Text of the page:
At the Society for Information Display's annual conference this week in Seattle, Qualcomm MEMS Technologies is demonstrating prototypes of a screen that ... shows video in color, and under full sunlight, but without draining the battery. The display will be in products by the end of the year.
These displays generate color by harnessing the interference effects that occur when light bounces off certain structures.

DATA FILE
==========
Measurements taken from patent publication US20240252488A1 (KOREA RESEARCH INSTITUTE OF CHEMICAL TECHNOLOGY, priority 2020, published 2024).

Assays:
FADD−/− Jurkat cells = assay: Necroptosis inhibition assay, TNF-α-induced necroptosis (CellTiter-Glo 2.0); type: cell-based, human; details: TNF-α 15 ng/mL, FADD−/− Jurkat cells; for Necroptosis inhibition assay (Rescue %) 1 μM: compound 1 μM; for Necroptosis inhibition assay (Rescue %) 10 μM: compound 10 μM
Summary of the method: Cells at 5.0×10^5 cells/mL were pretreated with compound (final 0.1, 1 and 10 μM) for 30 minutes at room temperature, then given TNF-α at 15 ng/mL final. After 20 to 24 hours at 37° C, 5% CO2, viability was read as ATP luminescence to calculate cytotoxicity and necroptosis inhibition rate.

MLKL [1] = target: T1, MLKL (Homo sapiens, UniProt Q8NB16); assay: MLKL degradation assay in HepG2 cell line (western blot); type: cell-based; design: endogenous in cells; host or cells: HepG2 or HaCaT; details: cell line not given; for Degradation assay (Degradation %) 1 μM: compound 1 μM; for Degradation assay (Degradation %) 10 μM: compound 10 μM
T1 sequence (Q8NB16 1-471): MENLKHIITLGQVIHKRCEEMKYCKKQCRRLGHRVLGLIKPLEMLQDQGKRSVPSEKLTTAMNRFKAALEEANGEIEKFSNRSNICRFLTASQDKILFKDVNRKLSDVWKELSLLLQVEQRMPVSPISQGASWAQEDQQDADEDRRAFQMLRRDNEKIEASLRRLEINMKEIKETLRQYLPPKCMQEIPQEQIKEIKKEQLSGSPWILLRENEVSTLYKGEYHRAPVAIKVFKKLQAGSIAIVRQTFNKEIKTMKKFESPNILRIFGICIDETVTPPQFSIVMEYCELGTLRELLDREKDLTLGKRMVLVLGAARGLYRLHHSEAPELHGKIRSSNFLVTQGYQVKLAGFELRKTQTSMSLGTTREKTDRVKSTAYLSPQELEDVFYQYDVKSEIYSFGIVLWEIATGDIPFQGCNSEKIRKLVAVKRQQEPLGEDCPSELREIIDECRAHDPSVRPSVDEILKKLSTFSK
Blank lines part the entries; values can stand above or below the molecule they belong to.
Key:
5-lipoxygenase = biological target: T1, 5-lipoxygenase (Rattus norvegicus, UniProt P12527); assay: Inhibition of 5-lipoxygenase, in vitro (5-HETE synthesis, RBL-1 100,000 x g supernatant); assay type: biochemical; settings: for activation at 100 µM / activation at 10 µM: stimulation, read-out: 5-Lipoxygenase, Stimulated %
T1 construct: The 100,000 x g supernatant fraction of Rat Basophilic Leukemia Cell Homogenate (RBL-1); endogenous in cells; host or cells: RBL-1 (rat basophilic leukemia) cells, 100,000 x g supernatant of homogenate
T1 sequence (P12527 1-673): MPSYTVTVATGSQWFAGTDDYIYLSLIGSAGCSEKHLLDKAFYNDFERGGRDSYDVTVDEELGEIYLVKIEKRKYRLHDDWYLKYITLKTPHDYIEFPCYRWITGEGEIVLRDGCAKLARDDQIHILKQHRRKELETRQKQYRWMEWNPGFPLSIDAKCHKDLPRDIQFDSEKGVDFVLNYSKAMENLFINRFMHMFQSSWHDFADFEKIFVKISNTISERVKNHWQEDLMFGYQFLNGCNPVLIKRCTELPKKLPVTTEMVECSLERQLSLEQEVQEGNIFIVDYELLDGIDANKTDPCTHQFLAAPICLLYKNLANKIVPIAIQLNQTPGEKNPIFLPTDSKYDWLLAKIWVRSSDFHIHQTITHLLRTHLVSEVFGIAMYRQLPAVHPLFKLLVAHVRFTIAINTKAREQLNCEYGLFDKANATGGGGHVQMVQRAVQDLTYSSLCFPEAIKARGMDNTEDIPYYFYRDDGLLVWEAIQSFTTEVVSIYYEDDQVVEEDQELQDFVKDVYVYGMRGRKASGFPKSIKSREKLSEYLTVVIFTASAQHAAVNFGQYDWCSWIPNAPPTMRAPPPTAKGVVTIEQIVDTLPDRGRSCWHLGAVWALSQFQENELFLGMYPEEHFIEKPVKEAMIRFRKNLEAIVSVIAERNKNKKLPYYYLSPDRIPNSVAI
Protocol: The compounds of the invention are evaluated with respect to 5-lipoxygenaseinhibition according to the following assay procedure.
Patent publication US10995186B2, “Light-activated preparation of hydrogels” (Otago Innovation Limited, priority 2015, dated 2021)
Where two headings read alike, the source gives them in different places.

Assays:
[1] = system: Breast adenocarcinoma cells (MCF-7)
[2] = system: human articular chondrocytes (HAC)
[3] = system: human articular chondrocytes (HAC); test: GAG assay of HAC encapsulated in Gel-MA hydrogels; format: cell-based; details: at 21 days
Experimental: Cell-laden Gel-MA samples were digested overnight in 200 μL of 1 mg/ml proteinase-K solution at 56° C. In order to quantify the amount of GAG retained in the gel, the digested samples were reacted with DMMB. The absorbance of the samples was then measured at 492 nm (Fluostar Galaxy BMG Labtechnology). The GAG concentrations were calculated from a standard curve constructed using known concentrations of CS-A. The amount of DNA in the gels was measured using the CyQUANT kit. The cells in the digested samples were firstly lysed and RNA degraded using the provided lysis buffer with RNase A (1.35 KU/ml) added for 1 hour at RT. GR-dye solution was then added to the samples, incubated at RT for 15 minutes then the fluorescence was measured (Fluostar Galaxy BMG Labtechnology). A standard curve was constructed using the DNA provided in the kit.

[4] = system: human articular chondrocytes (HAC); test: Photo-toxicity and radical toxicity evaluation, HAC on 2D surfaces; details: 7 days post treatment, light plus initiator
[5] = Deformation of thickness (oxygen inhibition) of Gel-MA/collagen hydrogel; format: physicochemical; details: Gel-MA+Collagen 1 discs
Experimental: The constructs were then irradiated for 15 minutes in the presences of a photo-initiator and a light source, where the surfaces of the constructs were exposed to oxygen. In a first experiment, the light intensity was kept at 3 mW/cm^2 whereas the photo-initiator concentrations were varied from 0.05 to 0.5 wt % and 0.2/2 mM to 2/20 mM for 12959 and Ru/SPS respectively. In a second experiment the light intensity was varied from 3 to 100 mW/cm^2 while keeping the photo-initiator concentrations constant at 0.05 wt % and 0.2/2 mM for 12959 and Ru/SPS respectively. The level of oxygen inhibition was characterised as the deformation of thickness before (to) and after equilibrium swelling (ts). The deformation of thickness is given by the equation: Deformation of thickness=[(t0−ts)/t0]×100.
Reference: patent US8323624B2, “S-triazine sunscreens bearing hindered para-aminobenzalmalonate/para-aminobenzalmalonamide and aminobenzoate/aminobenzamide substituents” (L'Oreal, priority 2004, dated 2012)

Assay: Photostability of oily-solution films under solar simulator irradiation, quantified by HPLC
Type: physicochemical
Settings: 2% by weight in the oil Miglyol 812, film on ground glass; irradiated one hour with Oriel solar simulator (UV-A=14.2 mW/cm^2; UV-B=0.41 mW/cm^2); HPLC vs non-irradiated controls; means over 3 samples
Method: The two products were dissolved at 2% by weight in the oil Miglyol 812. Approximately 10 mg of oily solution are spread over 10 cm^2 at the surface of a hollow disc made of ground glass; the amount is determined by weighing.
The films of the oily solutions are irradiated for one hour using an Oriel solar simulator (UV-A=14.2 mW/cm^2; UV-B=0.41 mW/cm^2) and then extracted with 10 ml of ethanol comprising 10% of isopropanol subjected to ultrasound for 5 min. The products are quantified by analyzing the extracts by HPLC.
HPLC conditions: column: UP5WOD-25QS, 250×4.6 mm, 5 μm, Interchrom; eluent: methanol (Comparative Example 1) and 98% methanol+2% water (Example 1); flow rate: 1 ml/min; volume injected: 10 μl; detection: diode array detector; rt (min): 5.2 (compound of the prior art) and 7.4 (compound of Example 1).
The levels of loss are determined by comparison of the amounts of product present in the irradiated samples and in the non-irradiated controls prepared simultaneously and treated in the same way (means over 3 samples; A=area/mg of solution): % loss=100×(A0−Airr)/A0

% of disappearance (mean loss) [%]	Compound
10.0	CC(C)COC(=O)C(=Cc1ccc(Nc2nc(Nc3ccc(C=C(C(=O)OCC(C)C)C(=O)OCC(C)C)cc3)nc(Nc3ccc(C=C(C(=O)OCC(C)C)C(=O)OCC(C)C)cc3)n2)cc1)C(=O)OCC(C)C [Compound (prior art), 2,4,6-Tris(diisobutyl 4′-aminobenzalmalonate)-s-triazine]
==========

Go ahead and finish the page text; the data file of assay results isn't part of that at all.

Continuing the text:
Displays based on 'structural color' have lower power consumption through eliminating the need for a backlight (also improves visibility in bright light) as compared to LCD devices like the iPad, and fast response as compared to the E-Ink displays.
Mirasol displays are currently being produced for a limited number of monochrome devices.